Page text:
Image processing algorithm optimization with CUDA for Pure Data

Rudi Giot, Abilio Rodrigues e Sousa
Laras – ISIB, 150, Rue Royale, Bruxelles, Belgique, 1000
4th international Pure Data Convention (PDCON), 2011


   title={Image processing algorithm optimization with CUDA for Pure Data},

   author={Giot, I.R., Sousa, Abilio Rodrigues e},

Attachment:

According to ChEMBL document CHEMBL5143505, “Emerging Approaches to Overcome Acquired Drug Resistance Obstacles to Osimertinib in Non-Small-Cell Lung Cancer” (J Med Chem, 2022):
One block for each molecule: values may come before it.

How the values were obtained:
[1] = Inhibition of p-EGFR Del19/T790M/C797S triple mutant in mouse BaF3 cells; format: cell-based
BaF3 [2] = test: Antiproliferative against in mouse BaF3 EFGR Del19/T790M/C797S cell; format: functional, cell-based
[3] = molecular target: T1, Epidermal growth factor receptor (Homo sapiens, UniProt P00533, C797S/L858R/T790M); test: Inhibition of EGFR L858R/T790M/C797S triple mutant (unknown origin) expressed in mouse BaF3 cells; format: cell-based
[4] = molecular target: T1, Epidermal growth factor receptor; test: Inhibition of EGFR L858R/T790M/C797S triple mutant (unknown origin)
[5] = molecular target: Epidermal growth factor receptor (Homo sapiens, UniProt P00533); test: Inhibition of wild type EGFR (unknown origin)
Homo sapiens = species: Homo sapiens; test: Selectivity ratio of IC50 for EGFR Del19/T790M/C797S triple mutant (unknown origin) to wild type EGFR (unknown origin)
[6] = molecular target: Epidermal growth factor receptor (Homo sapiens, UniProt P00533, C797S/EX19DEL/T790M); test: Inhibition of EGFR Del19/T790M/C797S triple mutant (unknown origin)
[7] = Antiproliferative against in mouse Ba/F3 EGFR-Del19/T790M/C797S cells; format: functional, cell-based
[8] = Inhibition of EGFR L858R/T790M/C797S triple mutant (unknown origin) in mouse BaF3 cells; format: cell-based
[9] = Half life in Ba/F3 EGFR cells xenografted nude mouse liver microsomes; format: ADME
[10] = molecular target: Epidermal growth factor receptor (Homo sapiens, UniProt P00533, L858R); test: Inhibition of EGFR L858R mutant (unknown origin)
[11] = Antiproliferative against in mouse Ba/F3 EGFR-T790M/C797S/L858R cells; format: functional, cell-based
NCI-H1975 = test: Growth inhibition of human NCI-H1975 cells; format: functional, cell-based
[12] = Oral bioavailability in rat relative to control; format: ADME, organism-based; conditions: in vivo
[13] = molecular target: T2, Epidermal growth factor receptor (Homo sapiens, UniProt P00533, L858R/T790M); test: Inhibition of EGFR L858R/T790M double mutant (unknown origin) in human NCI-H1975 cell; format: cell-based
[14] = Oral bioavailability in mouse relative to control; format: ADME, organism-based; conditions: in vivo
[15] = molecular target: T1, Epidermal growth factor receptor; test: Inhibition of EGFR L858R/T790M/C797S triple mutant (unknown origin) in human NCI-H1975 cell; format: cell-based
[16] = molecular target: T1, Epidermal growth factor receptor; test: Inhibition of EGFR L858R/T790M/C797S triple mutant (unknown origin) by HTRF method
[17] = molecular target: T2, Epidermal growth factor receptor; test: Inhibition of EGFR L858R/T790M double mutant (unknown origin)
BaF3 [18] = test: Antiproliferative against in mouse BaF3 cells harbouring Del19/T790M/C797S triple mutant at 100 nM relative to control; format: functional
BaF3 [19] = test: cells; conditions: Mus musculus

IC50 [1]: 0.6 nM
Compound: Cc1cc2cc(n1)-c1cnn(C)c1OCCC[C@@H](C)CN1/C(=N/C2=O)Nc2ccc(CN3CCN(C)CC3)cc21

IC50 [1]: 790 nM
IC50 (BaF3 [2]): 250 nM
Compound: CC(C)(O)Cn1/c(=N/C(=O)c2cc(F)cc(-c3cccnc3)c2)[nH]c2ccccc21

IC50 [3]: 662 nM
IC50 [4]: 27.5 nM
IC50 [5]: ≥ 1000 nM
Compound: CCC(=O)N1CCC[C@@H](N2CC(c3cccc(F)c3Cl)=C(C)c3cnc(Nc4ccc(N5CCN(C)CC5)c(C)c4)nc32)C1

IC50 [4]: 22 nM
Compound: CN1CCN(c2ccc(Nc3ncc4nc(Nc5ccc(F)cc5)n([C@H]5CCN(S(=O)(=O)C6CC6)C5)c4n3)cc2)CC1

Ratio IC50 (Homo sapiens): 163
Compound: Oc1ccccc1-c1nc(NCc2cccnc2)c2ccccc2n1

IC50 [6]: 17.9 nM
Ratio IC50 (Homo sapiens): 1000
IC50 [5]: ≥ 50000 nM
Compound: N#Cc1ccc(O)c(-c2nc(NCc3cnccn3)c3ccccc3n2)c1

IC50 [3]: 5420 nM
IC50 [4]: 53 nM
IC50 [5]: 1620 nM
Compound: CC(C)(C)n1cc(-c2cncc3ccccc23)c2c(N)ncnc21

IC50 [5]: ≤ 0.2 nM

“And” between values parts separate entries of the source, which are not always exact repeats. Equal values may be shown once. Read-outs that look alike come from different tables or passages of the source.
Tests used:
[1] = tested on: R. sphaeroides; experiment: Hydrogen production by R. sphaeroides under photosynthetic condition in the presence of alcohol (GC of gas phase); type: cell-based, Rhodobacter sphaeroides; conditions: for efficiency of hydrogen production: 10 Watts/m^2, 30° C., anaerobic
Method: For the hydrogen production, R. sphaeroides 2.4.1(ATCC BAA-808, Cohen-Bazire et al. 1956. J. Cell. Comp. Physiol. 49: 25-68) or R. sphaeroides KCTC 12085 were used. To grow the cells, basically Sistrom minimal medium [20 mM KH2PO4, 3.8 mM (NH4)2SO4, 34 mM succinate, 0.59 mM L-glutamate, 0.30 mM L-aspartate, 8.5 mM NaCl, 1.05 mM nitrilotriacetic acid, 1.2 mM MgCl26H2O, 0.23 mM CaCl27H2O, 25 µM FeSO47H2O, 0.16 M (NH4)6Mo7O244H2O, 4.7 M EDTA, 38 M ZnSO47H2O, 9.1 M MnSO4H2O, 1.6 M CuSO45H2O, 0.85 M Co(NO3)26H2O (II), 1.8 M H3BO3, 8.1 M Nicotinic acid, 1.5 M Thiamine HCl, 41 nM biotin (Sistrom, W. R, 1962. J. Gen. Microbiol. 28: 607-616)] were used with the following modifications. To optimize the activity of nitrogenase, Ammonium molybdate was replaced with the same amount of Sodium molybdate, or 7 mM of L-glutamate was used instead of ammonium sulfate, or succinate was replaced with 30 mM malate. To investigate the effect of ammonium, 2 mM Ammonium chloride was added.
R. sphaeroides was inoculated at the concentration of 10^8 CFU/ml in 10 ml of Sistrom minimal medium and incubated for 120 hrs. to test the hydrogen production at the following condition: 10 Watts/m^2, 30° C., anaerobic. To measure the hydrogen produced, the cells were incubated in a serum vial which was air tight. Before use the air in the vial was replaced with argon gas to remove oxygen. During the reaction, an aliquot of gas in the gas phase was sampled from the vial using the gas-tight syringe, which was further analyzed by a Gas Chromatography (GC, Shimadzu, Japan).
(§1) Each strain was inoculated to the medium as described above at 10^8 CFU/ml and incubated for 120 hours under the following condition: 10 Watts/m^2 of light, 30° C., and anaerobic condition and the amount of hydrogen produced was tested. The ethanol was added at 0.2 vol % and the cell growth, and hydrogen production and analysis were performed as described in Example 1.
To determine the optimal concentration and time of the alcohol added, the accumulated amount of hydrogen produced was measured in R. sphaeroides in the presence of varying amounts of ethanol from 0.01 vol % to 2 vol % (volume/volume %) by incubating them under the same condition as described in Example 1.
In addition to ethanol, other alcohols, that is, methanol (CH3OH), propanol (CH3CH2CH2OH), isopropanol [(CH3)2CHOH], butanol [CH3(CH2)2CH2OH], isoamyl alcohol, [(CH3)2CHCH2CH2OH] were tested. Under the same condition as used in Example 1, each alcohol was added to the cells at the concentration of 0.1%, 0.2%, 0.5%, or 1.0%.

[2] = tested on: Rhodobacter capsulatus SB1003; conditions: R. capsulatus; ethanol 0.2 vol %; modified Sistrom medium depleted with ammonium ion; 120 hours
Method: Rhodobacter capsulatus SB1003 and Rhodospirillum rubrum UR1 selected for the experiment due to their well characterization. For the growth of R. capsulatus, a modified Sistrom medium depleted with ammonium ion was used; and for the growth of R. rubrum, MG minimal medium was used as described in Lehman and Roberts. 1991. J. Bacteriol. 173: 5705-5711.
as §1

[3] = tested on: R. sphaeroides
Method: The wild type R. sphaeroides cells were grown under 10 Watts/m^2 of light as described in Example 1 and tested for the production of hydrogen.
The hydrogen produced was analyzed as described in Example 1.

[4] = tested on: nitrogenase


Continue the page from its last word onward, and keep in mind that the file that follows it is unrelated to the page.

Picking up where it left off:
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Image Processing Production lines featuring industrial vision are becoming more and more widespread. That kind of automation needs systems able to capture pictures, analyze and learn from them in order to take appropriate action. These processes are often heavy and applied to high-definition images with important frame rate. Powerful calculators are thus needed to follow the ever growing production rate. NVIDIA is currently designing interfaces providing a CUDA[1] allowing parallel data computation. This could increase the performance of every operating system using graphical processing units (GPU). A CUDA program is made up of two parts: one running on the host (CPU) and the other exploiting the device (GPU). The non-parallelizable stages of the program are run on the host, while the parallelizable ones are run on the device. Pure Data, thanks to its graphical modular development environment, allows fast prototype development. Those factors led us to start a research program dedicated to the realization of image processing modules for Pure Data written in CUDA. First, we will adapt the most often used algorithms (already existing within the GEM library). Our first results are encouraging. For instance, regarding RGB image conversion to grey scale image, tests demonstrate that GPU computing grants an average accelerating factor of 109 comparing to the "only-CPU" based computing. However a CPU + GPU architecture has a weakness regarding data transfers between the local memory and the graphics card. Most of the computation time (more than 90%) is spent on those transfers. There is indeed a double transfer between CPU and GPU for each CUDA function block in Pure Data. Considering this, performance is not optimal. We will thus spend some time in the future of the project to minimize those transfers. The idea is to have one first transfer, from CPU to GPU, at the start of the program and one second backward transfer at the end containing the result from the whole process. In conclusion, image processing algorithms by the graphics card is a really effective solution for complex processing. Integrating CUDA blocks inside Pure Data facilitates and accelerates the prototyping of applications. This would suit every field requiring a high frame rate, a high resolution, an important amount of operations or computation-greedy processes. It does include use for industry, medical or artistic purposes.
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